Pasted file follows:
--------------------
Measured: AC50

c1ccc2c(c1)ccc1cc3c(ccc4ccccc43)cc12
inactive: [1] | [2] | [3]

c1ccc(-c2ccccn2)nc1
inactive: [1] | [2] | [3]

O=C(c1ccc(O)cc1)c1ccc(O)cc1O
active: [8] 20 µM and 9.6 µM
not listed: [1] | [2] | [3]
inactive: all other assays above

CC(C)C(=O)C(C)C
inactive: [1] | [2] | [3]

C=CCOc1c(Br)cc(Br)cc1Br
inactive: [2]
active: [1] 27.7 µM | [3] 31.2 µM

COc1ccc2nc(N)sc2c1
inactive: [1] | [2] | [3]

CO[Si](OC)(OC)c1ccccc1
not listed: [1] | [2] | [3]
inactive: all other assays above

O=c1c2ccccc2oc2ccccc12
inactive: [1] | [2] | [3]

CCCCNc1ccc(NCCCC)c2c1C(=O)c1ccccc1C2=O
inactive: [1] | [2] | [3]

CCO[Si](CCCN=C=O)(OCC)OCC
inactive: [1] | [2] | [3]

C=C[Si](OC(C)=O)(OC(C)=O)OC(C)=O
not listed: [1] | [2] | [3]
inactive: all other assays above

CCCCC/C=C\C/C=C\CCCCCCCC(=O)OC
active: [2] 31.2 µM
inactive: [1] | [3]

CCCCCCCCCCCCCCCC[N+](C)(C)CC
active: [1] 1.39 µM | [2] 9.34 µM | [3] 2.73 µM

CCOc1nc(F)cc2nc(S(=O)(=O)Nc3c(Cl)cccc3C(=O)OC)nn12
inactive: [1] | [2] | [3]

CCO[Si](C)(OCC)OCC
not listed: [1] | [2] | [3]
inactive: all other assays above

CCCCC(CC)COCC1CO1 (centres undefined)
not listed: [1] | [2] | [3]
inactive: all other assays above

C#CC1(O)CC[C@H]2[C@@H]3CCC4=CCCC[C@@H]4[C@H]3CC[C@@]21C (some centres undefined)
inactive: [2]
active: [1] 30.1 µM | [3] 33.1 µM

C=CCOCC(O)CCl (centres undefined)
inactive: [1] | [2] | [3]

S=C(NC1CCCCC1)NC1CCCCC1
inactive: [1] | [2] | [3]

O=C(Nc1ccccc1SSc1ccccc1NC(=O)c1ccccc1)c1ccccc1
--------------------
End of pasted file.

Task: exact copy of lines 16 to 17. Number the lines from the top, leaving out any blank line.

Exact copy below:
inactive: [1] | [2] | [3]

CO[Si](OC)(OC)c1ccccc1